Researchers at Colorado State University are examining the important issue of antibiotic resistance by tracking antibiotic-resistant bacteria in the livestock industry. The researchers want to find out the origin of the infectious organisms and also how they travel through the food system and environment to people.
The study, sponsored with $2.25 million funding from the US Department of Agriculture, has been made possible by recent advances in DNA sequencing technology.
Alan Rudolph, Colorado State vice president for research said that antimicrobial resistance is one of the most major challenges to human animal and food safety.
Keith Belk, professor in Colorado State’s Center for Meat Safety & Quality, and Dr. Paul Morley, a Colorado State veterinarian and infectious-disease expert said that food-animal production has been held responsible for contributing to antimicrobial-resistant illness, though these suspicions are not justifiable in science. With many colleagues, Belk and Morley are leading the research project.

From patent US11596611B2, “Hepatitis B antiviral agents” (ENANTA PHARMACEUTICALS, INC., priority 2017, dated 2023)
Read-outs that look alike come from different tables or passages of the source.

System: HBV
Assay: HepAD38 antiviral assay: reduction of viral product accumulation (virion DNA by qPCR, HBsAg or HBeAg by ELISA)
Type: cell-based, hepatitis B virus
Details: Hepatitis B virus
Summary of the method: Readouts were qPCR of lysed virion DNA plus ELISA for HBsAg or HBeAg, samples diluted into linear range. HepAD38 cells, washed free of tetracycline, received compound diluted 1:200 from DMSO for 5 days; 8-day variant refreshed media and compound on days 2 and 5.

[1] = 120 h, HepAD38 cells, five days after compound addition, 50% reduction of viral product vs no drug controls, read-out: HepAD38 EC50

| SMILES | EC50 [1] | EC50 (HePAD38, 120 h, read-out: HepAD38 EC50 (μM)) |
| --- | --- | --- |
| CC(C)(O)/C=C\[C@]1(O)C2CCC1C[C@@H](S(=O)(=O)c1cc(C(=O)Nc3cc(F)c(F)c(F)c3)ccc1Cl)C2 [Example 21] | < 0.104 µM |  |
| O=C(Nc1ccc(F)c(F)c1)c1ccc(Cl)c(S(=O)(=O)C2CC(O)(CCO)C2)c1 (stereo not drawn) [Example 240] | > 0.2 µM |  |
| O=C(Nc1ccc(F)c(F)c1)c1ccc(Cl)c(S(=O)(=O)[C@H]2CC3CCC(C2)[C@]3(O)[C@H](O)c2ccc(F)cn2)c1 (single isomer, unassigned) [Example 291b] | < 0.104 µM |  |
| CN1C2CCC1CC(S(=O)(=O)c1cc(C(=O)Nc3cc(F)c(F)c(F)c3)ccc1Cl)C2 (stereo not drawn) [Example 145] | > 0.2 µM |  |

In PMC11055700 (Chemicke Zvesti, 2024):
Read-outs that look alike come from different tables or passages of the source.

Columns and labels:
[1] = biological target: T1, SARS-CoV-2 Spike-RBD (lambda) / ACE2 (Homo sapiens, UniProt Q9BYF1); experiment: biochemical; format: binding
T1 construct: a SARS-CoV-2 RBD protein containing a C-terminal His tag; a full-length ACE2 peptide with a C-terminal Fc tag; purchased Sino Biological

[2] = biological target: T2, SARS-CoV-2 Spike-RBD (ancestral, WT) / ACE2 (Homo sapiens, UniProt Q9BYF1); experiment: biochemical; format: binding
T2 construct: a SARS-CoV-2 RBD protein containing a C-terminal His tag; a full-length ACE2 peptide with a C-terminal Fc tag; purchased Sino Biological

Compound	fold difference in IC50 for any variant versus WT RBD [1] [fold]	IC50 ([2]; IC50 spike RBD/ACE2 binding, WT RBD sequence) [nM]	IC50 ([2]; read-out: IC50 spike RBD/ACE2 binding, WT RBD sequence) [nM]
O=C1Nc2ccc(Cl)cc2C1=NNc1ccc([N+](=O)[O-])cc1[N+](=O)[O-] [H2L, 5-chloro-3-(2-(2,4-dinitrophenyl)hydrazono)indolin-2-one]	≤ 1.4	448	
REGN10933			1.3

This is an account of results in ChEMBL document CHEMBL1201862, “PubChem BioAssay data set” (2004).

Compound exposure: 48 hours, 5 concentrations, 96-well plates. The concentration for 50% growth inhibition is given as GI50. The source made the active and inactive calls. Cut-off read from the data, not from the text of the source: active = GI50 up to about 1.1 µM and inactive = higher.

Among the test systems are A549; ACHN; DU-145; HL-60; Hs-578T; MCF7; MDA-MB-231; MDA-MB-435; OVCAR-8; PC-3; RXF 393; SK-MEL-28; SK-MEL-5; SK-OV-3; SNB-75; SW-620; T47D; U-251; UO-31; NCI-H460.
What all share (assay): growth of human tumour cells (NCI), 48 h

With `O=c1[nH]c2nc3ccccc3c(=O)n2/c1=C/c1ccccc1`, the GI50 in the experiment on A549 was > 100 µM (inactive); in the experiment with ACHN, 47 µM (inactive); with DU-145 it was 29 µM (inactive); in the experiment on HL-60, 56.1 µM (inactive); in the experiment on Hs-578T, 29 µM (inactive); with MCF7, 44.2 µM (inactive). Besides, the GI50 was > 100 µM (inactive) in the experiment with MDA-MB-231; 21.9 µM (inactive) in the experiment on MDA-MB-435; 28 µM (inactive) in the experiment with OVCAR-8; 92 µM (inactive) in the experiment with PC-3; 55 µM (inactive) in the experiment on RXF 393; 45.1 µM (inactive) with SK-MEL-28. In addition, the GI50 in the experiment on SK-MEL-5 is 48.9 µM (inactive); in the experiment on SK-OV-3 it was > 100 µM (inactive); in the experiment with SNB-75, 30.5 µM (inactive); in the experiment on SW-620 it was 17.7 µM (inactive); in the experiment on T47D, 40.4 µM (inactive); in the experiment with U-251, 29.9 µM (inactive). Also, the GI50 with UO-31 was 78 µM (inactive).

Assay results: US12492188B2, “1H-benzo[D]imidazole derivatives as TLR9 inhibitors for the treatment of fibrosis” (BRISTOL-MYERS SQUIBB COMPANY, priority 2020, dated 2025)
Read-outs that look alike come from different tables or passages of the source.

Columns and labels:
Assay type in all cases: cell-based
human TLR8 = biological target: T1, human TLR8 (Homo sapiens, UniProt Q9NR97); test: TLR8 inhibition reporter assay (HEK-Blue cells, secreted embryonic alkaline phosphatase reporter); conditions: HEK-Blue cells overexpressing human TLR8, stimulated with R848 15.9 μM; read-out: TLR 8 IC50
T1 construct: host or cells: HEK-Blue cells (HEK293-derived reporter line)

The scientists are expecting to better understand the role of agriculture in antimicrobial resistance. The two professors will use DNA sequencing technology to trace genes that lead to resistance in bacteria and they will be able to find out sources and paths, together with whether and how antimicrobial-resistant bugs move from livestock to people.